Inner and Outer Problems

Every hero needs both an inner and an outer problem. In developing fairy tales for Disney Feature Animation, we often found that writers, in the early drafts, would give the heroes a good outer problem: Can the princess manage to break an enchantment on her father who has been turned to stone? Can the hero get to the top of a glass mountain and win a princess’s hand in marriage? Can Gretel rescue Hansel from the Witch? But sometimes writers neglected to give the characters a compelling inner problem to solve as well.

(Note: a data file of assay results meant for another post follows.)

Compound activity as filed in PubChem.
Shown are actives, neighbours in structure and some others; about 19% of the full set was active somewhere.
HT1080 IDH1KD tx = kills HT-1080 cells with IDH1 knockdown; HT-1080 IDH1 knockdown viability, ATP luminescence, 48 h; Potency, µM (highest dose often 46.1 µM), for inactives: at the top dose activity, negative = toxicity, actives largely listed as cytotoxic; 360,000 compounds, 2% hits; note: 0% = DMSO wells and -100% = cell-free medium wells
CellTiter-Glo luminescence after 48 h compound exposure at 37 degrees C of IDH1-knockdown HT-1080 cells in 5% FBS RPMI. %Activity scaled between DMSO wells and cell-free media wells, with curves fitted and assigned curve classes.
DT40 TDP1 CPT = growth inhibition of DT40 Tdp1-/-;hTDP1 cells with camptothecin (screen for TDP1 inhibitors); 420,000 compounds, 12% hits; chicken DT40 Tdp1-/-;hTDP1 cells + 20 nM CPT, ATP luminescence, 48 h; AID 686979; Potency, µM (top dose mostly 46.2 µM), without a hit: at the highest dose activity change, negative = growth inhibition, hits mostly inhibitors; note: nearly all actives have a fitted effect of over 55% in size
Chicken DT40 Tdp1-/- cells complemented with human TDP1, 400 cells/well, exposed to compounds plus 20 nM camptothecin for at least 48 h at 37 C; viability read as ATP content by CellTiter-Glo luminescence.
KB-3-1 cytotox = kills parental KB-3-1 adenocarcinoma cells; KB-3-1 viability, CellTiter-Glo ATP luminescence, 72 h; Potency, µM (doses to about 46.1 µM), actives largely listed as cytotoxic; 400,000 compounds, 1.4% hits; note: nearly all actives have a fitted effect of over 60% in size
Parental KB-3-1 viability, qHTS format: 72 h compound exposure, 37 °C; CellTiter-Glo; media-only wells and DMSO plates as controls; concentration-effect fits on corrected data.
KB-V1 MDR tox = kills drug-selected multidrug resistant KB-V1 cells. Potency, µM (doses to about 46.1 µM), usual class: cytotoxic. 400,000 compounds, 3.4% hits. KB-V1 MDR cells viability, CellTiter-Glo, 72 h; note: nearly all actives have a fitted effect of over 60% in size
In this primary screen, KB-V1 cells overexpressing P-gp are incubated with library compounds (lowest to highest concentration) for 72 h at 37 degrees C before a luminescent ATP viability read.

Characters without inner challenges seem flat and uninvolving, however heroically they may act. They need an inner problem, a personality flaw or a moral dilemma to work out. They need to learn something in the course of the story: how to get along with others, how to trust themselves, how to see beyond outward appearances. Audiences love to see characters learning, growing, and dealing with the inner and outer challenges of life.

—Christopher Vogler, The Writer’s Journey: Mythic Structure for Writers, 4th ed. (Studio City, Ca.: Michael Wiese Productions, 2020), 105